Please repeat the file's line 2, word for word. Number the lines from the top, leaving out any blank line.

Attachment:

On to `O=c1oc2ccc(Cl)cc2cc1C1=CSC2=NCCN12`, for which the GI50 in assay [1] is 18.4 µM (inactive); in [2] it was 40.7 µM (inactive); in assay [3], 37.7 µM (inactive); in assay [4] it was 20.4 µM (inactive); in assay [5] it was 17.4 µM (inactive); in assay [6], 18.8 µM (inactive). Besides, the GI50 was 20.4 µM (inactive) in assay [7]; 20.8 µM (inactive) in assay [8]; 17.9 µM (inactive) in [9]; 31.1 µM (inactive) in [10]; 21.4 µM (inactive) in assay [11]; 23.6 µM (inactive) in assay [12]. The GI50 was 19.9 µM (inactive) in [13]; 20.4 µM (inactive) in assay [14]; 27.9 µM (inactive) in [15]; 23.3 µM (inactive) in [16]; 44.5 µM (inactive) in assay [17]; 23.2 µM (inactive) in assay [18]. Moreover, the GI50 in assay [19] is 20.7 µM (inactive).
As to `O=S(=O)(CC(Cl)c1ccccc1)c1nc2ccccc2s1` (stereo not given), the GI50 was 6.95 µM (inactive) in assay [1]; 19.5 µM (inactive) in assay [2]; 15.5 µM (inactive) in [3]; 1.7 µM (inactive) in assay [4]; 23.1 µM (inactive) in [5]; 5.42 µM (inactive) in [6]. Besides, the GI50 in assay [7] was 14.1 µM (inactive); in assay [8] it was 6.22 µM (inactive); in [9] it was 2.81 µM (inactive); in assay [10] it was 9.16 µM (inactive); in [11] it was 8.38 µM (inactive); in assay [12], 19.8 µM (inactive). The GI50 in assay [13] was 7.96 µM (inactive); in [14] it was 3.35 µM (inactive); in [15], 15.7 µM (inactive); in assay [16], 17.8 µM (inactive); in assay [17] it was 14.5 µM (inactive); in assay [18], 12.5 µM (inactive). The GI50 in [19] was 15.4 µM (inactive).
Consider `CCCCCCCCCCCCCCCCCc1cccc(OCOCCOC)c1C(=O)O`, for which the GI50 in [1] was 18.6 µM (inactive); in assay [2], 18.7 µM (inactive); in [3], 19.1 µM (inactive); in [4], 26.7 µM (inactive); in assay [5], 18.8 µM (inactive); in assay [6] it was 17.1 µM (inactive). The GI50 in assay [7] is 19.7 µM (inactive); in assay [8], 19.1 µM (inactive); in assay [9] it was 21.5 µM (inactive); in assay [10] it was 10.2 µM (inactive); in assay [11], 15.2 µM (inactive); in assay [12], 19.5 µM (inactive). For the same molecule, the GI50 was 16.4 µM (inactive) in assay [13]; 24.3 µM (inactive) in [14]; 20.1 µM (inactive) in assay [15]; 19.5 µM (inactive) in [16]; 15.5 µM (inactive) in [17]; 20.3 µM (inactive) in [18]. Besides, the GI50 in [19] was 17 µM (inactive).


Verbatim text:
As to `O=S(=O)(CC(Cl)c1ccccc1)c1nc2ccccc2s1` (stereo not given), the GI50 was 6.95 µM (inactive) in assay [1]; 19.5 µM (inactive) in assay [2]; 15.5 µM (inactive) in [3]; 1.7 µM (inactive) in assay [4]; 23.1 µM (inactive) in [5]; 5.42 µM (inactive) in [6]. Besides, the GI50 in assay [7] was 14.1 µM (inactive); in assay [8] it was 6.22 µM (inactive); in [9] it was 2.81 µM (inactive); in assay [10] it was 9.16 µM (inactive); in [11] it was 8.38 µM (inactive); in assay [12], 19.8 µM (inactive). The GI50 in assay [13] was 7.96 µM (inactive); in [14] it was 3.35 µM (inactive); in [15], 15.7 µM (inactive); in assay [16], 17.8 µM (inactive); in assay [17] it was 14.5 µM (inactive); in assay [18], 12.5 µM (inactive). The GI50 in [19] was 15.4 µM (inactive).